The system only services my medical needs when something drastic occurs. But if something drastic does occur, there is no guarantee the people who have been taking my money will now honor their committment to pay for my illness. The effect of which places me in the category of people who do not have insurance.

If you don't have insurance, your options are to A. go without medical care or B. become the modern day version of a sharecropper. Yes, you will be seen (if they don't just let you die in the waiting room) and taken care of, but that bill comes due.

Because, as my family is economically dynamic, they can pay, and they would break their retirement and sell their house to get me better. The only reason I currently have insurance is to protect them from that kind of circumstance.

(And that reminds me, I'll be needing to speak to a lawyer soon to set up my living will, just in case something does happen.)

If I did not have a job or insurance and something terrible happened, yes, an ambulance would probably take me to the hospital. (I say probably because Louisiana has private ambulances and not many public ones because that may cause competition.) Yes, I would probably be treated, and later I would get the astronomical bills.

At that point, my "choice" is to work forever with my only goal being to pay off the debt (and heaven forfend anything else happens that requires care), never to buy a home or send my kids to college, hamstringing my family's economic dynamism and advancement (but that's OK cause poor people choose to be poor right? They're just lazy...).

Or I could default on the bills and stick the taxpayers with it, driving up the costs that keep me from getting insured in the first place, and pissing off the people who vote and wonder why poor people can't pay their medical bills.

Heckuva system we got here. That just screams "success," yeah? And this comes from someone whose family is chock full of doctors, lawyers and successful small business owners.

Dante said...

So your basic problem with health care as it exists now is that you actually have to pay for services rendered to you? Got it.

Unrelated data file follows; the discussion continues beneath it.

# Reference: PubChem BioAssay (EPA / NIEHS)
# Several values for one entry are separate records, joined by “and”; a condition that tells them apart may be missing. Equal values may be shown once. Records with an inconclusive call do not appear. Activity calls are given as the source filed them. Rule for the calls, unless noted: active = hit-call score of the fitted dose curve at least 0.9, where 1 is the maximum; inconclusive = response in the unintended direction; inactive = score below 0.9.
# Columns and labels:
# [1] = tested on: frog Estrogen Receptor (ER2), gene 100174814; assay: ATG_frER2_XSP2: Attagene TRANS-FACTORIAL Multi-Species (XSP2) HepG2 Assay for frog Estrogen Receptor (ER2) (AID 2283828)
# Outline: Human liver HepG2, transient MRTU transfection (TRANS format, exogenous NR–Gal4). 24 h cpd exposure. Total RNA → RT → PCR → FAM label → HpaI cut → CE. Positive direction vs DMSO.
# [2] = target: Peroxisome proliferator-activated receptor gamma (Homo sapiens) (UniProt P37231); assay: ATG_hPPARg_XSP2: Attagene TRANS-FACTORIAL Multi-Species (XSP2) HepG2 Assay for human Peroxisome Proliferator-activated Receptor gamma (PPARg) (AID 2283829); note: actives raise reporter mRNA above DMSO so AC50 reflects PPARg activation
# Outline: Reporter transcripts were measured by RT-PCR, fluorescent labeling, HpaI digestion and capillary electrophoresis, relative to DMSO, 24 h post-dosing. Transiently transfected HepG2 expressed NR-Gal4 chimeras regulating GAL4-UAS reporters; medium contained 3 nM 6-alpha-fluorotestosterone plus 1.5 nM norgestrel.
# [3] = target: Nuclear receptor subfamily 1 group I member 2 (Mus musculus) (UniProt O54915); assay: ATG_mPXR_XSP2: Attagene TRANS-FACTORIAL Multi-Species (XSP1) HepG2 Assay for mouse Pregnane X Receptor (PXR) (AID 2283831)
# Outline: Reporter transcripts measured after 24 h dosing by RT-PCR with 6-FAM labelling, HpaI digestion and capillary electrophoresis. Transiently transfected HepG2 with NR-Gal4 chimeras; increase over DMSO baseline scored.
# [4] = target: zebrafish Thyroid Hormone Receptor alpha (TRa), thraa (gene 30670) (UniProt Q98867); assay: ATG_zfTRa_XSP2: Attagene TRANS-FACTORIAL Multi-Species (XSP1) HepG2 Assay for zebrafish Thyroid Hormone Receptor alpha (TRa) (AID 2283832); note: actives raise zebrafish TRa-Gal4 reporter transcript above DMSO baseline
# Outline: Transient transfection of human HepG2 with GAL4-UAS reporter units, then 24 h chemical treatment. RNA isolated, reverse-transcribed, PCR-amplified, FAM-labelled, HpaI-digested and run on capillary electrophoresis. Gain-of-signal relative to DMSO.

Cousin Pat from Georgia said...

You could say that. We just mean two different things when we talk about "services rendered."

See, I'm really complaining about the services I recieve. In my experience, the "services" I pay for don't work, do not give me a return on my investment and hurt me economically by monopolizing a market and stifling local, regional and national innovation and dynamism.

This is real, free ride liberalism over here, I tell ya.

My problem is with paying for something (through my premiums) and not having a guarantee that the company will render services if needed. I can do something similar with the lottery. My problem is with paying for something (through my premiums) that may not cover all necessary services as prescribed by my doctor.

My problem is with getting stuck with the bill when folks who need health care cannot pay because it is too expensive for them to pay or buy insurance. As it will be for me when my job can no longer offer insurance.

My problem is the affect this system has on upward mobility in our society. When folks on the less fortunate side of the equation cannot address their medical needs because what I am paying for sucks, it opens up a host of other problems that affect my life in a very real and very negative way.

So basically, I'm paying for services that screw me over, and my only option - my only "choice" - is to boycott the system as a whole and risk screwing over my family in the process.

Yeah, you could say I have a problem with that.

patsbrother said...